Moreover, as many large financial institutions such as the major banks and insurers continue to re-evaluate the merits of being in the advice business - which for a majority is a non-core area – as well as weigh up the pros and cons of providing a service that has received significant amounts of negative publicity over the past several years, we can expect this decline in adviser numbers to accelerate further as these major institutions downsize or sell off their advice businesses.

Thus, as advisers and accountants, we must understand how this decline in the number of financial advisers in Australia may impact our clients who are receiving or looking to obtain financial advice.

So, what does this have to do with Wholesale or Sophisticated Investor Certificates?

While many large institutions are leaving the advice industry now as the cost and risk of operating in it for many exceed its benefits, those that remain are pushing for greater efficiency and looking to the higher end of town. As a result, we are now seeing a first-hand push from the banks to corral their clients onto a Wholesale or Sophisticated Investor Certificate who may not have the financial understanding of literacy for that classification.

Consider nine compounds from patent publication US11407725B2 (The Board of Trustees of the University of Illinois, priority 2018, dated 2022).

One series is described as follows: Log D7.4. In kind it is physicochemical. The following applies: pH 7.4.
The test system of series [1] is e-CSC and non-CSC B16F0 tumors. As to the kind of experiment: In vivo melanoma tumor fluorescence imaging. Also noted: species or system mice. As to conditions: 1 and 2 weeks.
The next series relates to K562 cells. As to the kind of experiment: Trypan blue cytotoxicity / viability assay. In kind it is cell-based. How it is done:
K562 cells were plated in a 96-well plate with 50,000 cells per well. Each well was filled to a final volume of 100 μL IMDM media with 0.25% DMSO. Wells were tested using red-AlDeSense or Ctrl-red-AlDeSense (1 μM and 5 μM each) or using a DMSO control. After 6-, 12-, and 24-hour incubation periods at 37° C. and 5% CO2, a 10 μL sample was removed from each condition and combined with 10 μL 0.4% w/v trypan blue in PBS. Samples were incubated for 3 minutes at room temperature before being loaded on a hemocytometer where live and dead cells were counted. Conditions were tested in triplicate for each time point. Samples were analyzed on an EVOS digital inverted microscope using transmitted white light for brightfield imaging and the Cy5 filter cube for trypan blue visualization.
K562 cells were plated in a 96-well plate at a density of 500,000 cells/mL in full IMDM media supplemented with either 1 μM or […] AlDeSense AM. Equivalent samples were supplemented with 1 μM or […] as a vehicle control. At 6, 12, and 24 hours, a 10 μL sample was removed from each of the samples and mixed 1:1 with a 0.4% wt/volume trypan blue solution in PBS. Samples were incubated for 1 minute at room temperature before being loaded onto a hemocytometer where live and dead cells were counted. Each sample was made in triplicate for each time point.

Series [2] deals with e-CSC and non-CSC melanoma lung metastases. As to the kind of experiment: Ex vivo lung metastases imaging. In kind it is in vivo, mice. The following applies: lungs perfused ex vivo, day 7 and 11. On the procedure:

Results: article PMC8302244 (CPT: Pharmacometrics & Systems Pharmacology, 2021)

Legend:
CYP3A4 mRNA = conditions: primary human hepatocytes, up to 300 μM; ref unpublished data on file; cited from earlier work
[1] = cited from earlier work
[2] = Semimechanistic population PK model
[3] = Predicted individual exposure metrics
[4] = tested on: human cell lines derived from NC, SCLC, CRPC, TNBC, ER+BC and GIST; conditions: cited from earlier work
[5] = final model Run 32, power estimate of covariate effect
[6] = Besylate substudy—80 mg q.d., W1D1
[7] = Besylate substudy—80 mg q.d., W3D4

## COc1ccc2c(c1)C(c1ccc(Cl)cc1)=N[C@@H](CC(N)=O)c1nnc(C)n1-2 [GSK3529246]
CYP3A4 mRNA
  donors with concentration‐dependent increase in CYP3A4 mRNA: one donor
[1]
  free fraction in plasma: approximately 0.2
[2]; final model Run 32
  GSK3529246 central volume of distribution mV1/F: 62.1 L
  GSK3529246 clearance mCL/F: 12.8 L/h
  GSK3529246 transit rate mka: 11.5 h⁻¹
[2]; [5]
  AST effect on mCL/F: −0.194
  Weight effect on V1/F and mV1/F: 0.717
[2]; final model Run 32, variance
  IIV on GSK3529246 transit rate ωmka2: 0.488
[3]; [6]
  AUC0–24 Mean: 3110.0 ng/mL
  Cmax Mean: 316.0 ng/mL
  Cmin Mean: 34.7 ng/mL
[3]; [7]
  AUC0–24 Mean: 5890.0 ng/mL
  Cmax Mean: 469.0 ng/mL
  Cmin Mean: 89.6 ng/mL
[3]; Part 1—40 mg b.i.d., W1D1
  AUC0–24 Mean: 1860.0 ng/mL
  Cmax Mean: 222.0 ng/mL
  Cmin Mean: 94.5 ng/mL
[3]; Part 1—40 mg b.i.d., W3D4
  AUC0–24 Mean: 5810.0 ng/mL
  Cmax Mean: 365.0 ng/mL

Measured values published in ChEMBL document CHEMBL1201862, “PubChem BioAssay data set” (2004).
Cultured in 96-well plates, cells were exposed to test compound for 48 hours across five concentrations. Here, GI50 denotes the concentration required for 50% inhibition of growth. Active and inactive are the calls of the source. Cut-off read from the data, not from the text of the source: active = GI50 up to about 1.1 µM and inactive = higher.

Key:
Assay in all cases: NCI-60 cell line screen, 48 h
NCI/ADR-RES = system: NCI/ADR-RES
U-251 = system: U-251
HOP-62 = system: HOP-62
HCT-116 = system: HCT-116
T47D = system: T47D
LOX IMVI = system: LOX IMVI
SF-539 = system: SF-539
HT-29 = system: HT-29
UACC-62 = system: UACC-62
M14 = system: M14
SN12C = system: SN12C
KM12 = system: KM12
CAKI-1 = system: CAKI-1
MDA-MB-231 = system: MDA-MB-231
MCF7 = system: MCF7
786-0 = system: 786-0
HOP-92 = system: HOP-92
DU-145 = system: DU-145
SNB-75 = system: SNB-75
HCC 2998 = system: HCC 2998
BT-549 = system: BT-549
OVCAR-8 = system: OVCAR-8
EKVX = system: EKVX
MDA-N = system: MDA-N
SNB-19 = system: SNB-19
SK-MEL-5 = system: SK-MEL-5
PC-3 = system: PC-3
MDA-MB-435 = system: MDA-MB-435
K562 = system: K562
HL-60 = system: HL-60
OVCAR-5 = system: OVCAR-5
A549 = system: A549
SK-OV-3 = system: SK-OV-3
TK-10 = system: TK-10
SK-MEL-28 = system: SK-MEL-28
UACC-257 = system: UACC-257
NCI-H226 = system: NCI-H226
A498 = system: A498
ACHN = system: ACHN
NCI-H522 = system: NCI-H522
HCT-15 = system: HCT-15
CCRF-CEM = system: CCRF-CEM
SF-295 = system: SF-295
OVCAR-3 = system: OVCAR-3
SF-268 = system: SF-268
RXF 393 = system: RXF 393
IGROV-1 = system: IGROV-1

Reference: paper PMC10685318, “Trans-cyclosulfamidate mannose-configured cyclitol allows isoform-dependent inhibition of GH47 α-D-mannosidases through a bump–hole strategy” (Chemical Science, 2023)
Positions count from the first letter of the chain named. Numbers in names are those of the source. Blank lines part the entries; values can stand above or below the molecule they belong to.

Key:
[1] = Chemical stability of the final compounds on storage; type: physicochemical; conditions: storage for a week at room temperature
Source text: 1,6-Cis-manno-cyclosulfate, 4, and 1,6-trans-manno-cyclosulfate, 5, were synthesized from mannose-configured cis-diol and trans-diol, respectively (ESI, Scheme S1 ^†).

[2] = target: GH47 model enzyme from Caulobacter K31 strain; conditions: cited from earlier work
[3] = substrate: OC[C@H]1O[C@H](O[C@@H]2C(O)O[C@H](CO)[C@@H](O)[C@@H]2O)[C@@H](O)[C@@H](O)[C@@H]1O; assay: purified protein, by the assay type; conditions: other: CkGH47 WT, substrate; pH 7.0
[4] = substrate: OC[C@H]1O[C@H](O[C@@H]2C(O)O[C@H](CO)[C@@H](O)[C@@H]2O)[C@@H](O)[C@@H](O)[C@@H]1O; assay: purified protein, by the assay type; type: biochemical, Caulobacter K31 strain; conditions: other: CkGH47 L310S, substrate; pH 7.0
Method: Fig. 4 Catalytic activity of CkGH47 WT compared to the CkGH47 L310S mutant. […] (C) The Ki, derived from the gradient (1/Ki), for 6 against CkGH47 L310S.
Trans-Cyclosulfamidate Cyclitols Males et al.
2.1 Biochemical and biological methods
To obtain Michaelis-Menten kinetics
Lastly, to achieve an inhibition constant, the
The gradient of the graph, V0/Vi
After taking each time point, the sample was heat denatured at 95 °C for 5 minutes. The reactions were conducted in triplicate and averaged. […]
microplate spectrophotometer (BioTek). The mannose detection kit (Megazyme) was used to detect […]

One of the possible reasons for this is that clients classified as retail clients, generally speaking, have greater protections than those of wholesale or sophisticated investors. Advisers also have greater accountability and additional obligations as retail investors (such as mums and dads) are assumed to be less financially literate.

Sophisticated investors, however, have less of these protections and their advisers are exempt from providing regulated disclosure documents and statements of advice. They also tend to have access to more advanced and often higher-risk financial products. One of the most important differences to note though is that a client classified as a sophisticated investor forfeits certain legal protections and rights held by retail investors. But, what do you need to have to be classified as a sophisticated investor?

Under the Corporations Act introduced in 2001, to be classified as a wholesale or sophisticated investor certificate a client must either have $250,000 in annual income or $2.5 million of net assets. While this is a steep sum, the number of people today with annual incomes or net assets greater than these amounts has increased significantly. This means that significantly more people can be classified as wholesale or sophisticated investors even if they may not have the financial literacy or capability. This misclassification can put clients at significant risk especially if they do not know or understand what these classifications and their differences mean for them.

What can you do? Offer your clients a second opinion